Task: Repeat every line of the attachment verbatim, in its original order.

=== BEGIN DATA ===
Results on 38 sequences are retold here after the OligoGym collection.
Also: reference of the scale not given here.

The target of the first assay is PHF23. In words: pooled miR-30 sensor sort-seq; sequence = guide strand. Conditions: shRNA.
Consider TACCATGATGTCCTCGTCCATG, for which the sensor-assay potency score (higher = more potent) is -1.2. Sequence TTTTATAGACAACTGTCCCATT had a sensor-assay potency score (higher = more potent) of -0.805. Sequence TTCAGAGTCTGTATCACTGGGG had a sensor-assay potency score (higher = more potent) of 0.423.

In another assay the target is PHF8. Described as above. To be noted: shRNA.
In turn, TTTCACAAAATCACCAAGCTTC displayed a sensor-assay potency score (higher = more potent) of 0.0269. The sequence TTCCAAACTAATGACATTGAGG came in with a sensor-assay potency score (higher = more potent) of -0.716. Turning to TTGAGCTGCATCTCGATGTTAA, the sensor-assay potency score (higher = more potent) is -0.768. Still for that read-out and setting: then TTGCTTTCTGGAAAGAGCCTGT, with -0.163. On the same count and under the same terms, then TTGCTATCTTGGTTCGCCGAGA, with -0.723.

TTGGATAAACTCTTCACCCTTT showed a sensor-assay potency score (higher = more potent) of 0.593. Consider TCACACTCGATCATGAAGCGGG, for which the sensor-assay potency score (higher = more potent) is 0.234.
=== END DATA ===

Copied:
Results on 38 sequences are retold here after the OligoGym collection.
Also: reference of the scale not given here.

The target of the first assay is PHF23. In words: pooled miR-30 sensor sort-seq; sequence = guide strand. Conditions: shRNA.
Consider TACCATGATGTCCTCGTCCATG, for which the sensor-assay potency score (higher = more potent) is -1.2. Sequence TTTTATAGACAACTGTCCCATT had a sensor-assay potency score (higher = more potent) of -0.805. Sequence TTCAGAGTCTGTATCACTGGGG had a sensor-assay potency score (higher = more potent) of 0.423.

In another assay the target is PHF8. Described as above. To be noted: shRNA.
In turn, TTTCACAAAATCACCAAGCTTC displayed a sensor-assay potency score (higher = more potent) of 0.0269. The sequence TTCCAAACTAATGACATTGAGG came in with a sensor-assay potency score (higher = more potent) of -0.716. Turning to TTGAGCTGCATCTCGATGTTAA, the sensor-assay potency score (higher = more potent) is -0.768. Still for that read-out and setting: then TTGCTTTCTGGAAAGAGCCTGT, with -0.163. On the same count and under the same terms, then TTGCTATCTTGGTTCGCCGAGA, with -0.723.

TTGGATAAACTCTTCACCCTTT showed a sensor-assay potency score (higher = more potent) of 0.593. Consider TCACACTCGATCATGAAGCGGG, for which the sensor-assay potency score (higher = more potent) is 0.234.